Message to Bigfoot: Come out, come out, wherever you are.
Real or not, the state's most famous creature muffed his chance to be a big-time TV star last year. He snubbed the cameras that came to the Miller County town of Fouke for an episode of the Animal Planet cable TV series, Finding Bigfoot.
The Finding Bigfoot crew moved on, opening this year's sixth season in Alaska. Episodes to come in the Sunday night series will take the search to Tennessee, New Jersey and off to Loch Ness in Scotland to see if they can find Bigfoot and the legendary sea serpent, Nessie, too.
But Arkansas' resident boogeyman of the bog could be in line for another opportunity. "There's always a chance of coming back," the series' executive producer, Keith Hoffman, says.
The team "loved it there," in Fouke, Hoffman says. He counts the made-in-Fouke horror movie, The Legend of Boggy Creek (1972), such an influence that, "I can only hope Finding Bigfoot inspires as many people."
Arkansas looms large, anyway. The show's Bigfoot hunters -- Matt Moneymaker, James "Bobo" Fay, Cliff Barackman and Renae Holland -- at least found the state's big footprint in monster-hunting history.
"I think Finding Bigfoot was successful in bringing awareness to new sightings in Arkansas, and for bringing The Legend of Boggy Creek movie to a whole new generation of Bigfoot enthusiasts," Bigfoot hunter and author Lyle Blackburn says.
Blackburn, from Texas, appeared in the Arkansas episode of Finding Bigfoot,
"Return to Boggy Creek." Also, he wrote the book on the Fouke monster: The Beast of Boggy Creek (2012, Anomalist Books).
Given more time and technology -- thermal imaging, maybe -- he expects a more diligent search around Fouke might turn up the real thing.
"It's possible," Blackburn says, "as I do think there is good probability that an unknown creature is surviving in the bottomlands of that area.
"I've traced sightings in the area back at least 100 years, and they are still occurring today. In fact, there are many sightings that occur all over Arkansas, not just in the Fouke area."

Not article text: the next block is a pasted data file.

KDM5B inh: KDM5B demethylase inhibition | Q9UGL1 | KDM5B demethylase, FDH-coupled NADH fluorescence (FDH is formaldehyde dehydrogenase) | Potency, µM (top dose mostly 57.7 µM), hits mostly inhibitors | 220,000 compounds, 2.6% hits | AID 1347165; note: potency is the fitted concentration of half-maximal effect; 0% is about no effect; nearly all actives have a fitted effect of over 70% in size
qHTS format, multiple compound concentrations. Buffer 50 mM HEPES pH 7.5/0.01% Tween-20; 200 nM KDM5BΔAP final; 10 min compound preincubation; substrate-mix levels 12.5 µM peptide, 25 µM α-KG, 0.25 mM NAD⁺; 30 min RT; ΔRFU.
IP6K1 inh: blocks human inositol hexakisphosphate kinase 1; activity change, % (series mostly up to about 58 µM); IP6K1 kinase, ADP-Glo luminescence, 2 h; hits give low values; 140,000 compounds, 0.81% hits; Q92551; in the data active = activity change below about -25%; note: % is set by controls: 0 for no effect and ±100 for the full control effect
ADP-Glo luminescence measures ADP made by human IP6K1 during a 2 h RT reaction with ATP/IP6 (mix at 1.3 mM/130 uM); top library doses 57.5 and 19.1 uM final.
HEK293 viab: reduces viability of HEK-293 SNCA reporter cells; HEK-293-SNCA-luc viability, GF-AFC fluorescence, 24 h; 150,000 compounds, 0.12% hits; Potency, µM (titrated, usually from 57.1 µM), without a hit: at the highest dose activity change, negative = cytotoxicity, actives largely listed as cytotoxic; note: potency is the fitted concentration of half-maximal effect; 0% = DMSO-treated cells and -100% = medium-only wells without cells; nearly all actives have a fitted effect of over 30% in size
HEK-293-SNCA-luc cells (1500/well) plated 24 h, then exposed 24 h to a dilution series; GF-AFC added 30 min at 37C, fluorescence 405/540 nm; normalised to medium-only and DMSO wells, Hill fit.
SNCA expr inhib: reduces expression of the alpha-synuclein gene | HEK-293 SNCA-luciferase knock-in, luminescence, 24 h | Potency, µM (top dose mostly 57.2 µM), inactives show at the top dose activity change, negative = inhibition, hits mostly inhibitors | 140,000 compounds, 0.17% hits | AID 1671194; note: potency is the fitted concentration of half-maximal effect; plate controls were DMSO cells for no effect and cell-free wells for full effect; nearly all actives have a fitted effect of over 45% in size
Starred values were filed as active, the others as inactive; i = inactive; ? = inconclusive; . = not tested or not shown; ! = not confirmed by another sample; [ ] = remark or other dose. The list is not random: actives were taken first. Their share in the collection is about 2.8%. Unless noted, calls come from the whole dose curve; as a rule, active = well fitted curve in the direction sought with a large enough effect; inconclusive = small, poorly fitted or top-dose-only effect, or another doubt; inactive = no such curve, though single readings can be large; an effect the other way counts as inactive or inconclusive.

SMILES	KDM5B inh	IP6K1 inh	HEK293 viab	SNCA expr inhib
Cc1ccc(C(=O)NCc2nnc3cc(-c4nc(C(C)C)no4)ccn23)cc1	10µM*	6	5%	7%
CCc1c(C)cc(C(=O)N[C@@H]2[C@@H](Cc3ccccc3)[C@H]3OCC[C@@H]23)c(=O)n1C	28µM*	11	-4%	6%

As for himself -- he's still looking, too, for that first glimpse of a tangled mystery.
Bigfoot is practically everywhere except in plain sight. The monster has a website (foukemonster.net), a Facebook page, the Boggy Creek arts and crafts and Bigfoot festival in October in Fouke, an action figure, a T-shirt, a coffee cup, and deep roots in Arkansas.
Exhibits at Garvan Woodland Gardens in Hot Springs this summer included a 13-foot-high Bigfoot sculpture, Jolly Roger, made of 3,100 clumps of grass and other plants.
The big guy was such a popular sighting, he will be back with bells on for the park's Holiday Lights show Nov. 22 through December -- and back again in May as a "newly replanted Sasquatch," Garvan Gardens spokesman Sherre Freeman says.
The Northwest Arkansas Naturals baseball team's mascot is Strike the Sasquatch, another name for Bigfoot.
"Arkasquatch" is Arkansas writer Mark Spitzer's term for all sorts of Bigfoot sightings around the state. He notes more than 50 sightings in his book of poems about the unlikely Crypto-Arkansas (2013, Spuyten Duyvil) and adds, "that ain't even the half of it."
And sightings continue, logged and noted on Finding Bigfoot team leader Moneymaker's website. Moneymaker is founder and president of the California-based Bigfoot Field Researchers Organization at bfro.net.
The site records 87 Bigfoot-or-something sightings in Arkansas. Washington state has the most, 589; California second, 427; and Florida third, 289. But Arkansas has some howlers.
This, for example, a 2012 incident: A driver on Interstate 40 between Little Rock and Conway reported some sort of animal with gray hair like a "long-haired cow," but with an "eerie resemblance to Bigfoot," squatting right alongside the highway.
Other reports tell of giant footprints, heavy steps heard in the woods, trees shaking, screams in the night, and the "terrifying ordeal" of a coon hunter near Fouke. This man reported the grumbling creature scooped up and threw swamp water at him.
The site invites people to report things they've seen that might be Bigfoot, but warns: "Don't bother submitting jokes or fake reports."